at a glance

Ballet West

Number of dancers: 38, plus 14 in Ballet West II

Length of contract: 37 weeks

Starting salary: $974 per week for corps (AGMA union company)

Performances in 2016–17: 73

Website: balletwest.org

Audition Advice

Though Sklute prefers to hire dancers from Ballet West II into the corps, the company holds auditions annually, this year in New York (March 25) and in Salt Lake City (early April). The average height for women is 5' 8" and for men, 6' 1," but “there are always exceptions," says Sklute. “I like an artist who creates magic onstage. Also someone who listens, because it's that attention to stylistic detail that matters so much."

The Conversation
popular

Are you a total bunhead who loves to write? You might be the perfect fit for Pointe. We're seeking an editorial intern who's equally passionate about ballet and journalism.

Through March 1, we are accepting applications for a summer intern to assist our staff onsite in New York City from June to August. The internship includes an hourly stipend and requires a minimum two-day-a-week commitment. (We do not provide assistance securing housing.)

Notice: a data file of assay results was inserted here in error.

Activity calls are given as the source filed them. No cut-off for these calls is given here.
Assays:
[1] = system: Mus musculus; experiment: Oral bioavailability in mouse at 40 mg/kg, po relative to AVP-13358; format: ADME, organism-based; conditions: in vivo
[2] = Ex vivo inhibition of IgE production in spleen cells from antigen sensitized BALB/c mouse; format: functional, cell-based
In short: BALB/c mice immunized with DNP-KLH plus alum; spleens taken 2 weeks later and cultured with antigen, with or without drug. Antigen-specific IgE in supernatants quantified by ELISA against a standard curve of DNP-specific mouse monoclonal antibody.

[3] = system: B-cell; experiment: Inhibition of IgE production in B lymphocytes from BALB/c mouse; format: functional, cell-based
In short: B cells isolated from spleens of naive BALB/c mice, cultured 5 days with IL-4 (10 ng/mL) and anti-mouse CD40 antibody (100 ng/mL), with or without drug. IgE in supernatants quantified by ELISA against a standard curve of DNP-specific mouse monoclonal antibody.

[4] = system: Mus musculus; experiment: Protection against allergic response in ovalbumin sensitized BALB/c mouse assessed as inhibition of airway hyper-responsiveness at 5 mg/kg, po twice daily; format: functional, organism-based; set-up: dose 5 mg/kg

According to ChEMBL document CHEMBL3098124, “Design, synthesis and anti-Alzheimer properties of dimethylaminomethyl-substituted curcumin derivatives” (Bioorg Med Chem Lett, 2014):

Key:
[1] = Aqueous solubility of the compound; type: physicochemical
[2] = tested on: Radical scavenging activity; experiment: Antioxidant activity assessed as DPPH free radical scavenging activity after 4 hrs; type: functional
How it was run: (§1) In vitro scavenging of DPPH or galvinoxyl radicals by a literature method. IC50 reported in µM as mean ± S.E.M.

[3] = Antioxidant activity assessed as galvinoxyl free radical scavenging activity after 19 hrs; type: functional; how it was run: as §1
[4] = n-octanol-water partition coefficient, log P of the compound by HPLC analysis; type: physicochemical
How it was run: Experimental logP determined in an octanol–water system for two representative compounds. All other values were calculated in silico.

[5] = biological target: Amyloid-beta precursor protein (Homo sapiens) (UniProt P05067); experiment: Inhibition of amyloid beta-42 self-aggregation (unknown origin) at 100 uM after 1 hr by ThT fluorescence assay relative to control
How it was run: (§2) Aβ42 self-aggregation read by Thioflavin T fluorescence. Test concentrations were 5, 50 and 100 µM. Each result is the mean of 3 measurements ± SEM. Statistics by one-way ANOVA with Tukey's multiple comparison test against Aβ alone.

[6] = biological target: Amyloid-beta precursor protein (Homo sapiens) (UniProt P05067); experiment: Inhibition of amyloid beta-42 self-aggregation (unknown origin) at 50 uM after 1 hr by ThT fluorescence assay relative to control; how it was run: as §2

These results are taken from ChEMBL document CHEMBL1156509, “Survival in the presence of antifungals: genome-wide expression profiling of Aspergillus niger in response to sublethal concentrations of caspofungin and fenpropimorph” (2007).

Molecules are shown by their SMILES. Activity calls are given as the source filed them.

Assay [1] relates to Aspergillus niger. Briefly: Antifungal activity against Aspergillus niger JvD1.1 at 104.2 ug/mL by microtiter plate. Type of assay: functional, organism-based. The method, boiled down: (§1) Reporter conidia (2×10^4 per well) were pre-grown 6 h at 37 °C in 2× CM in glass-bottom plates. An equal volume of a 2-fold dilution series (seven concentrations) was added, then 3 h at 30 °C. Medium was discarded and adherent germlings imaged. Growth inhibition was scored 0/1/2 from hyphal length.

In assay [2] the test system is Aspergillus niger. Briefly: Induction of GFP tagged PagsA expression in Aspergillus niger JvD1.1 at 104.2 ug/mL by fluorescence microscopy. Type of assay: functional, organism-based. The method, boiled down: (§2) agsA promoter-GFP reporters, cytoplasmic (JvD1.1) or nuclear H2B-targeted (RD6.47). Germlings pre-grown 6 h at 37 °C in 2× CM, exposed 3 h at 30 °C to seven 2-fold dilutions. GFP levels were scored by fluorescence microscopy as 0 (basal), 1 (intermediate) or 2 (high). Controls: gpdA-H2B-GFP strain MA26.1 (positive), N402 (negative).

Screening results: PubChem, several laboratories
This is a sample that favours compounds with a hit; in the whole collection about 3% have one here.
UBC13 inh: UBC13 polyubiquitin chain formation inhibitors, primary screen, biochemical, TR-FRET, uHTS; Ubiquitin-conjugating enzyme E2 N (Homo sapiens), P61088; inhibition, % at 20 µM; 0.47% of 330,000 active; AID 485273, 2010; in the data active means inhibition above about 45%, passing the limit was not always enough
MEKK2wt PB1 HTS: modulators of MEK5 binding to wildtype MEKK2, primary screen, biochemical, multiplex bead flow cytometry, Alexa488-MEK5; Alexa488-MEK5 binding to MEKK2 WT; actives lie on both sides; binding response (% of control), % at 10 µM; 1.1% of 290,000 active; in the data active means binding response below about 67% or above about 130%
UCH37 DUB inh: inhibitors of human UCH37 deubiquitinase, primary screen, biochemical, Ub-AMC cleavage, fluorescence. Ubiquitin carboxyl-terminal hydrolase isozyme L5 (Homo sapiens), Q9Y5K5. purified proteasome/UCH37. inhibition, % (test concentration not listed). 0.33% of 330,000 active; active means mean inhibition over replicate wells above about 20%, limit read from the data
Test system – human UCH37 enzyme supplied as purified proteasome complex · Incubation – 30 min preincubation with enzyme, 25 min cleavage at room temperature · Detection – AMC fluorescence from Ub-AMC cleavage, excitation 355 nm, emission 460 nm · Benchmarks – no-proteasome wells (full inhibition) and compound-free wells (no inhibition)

Keep reading... Show less
popular

Are you looking for inspiration to develop and grow as an artist, preparing you for a career as a dancer? The Raydean Acevedo Colorado Ballet Academy's (CBA) Summer Intensive and Pre-Professional Division receive rave reviews from students, teachers and directors. These programs offer aspiring dancers instruction and career guidance from internationally renowned master teachers and CBA's accomplished faculty. Training takes place in Colorado Ballet's eight state-of-the-art studios at The Armstrong Center for Dance.